Digging History

Banned 18-century sex manual goes to auction

"Aristotles Complete Master-Piece," an 18th-century sex manual being auctioned off in England.

"Aristotles Complete Master-Piece," an 18th-century sex manual being auctioned off in England.  (Lyon & Turnbull)

A 18th century sex manual is going to be auctioned in Edinburgh nearly 200 years after it was banned from sale in Britain.

Known as Aristotle’s Complete Master-Piece, the book has little to do with Greek philosophy.

"It has very little at all to do with Aristotle. In fact, first published in 1684, the book is an early manual of sex and pregnancy," Cathy Marsden, a book specialist at the auction house Lyon and Turnbull in Edinburgh, where the copy is set to be auctioned, said in a statement.


Drawing from the works of Nicholas Culpepper, an English herbalist, physician, and astrologer, and Albertus Magnus, the German bishop and scientist, with a good dose of old wives' tale, the manual became hugely popular in Britain, and continued to be a best-seller on the black market after it was banned for being considered "highly distasteful and lewd."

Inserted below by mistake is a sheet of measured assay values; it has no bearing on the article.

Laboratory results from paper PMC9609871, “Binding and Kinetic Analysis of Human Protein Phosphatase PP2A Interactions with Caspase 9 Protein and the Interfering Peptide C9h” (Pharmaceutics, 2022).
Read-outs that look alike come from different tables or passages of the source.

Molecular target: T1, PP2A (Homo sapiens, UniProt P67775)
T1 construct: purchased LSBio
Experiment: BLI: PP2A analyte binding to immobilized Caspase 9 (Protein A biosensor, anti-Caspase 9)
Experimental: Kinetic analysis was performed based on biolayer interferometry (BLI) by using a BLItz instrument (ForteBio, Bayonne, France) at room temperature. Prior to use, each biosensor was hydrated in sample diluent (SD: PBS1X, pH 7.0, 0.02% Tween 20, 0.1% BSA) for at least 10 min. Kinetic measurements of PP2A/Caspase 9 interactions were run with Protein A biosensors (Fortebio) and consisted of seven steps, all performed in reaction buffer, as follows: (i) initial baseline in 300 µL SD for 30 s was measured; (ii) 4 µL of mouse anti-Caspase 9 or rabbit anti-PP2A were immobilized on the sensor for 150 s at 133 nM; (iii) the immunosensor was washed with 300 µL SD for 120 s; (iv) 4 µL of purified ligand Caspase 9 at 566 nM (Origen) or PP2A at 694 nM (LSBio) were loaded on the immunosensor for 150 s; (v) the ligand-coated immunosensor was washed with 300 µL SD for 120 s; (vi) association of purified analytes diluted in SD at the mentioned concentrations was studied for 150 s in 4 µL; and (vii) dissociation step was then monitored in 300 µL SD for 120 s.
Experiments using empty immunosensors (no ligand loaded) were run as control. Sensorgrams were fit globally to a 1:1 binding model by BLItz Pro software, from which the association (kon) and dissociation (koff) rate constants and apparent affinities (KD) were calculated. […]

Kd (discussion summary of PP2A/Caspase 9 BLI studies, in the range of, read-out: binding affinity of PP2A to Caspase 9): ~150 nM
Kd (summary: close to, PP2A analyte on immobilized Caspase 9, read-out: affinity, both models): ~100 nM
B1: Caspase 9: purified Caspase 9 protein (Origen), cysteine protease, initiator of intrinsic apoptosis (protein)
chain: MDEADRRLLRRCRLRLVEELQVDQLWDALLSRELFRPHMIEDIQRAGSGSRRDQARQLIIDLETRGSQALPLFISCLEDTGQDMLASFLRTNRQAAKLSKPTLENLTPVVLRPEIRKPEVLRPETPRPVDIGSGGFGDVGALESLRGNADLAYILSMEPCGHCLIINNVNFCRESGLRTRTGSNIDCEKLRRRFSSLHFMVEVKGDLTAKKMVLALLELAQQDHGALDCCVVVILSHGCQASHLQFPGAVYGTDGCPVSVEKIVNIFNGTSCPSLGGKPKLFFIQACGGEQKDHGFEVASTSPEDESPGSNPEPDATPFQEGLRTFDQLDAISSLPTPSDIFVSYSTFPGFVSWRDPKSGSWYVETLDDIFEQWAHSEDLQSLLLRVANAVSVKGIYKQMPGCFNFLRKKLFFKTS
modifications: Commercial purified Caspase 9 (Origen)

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"There were more editions of this work published in the 18th century than any other medical text," Marsden said.

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The book, whose author is unknown, remained forbidden reading until the 1960s, when the ban was finally lifted.

By today’s standards, the manual is more amusing than graphic.

Emphasizing late 17th-century ideas surrounding female sexuality, the book described female and male anatomy, offering "advice to both sexes on the act of copulation."

Interestingly, the manual stressed that it was beneficial for a woman to experience sexual desire in order to conceive.

"Much later on, when they realized that a woman didn't have to climax in order to conceive, the idea of a woman enjoying sex was considered far less important," Marsden told reporters.

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The manual is also peppered with urban myths, warning on the "risks of having sex outside marriage" and the impact that such an action "could have on the birth of the child."

Indeed, the book is illustrated with strange images of hairy children and other "monstrous births."

According to the manual, such deformities were "a curse laid upon the child for the incontinency of the parents."

The edition going under the hammer dates from the 1760s. It will be sold at Lyon and Turnbull on January 16th at an auction of rare books, manuscripts and maps.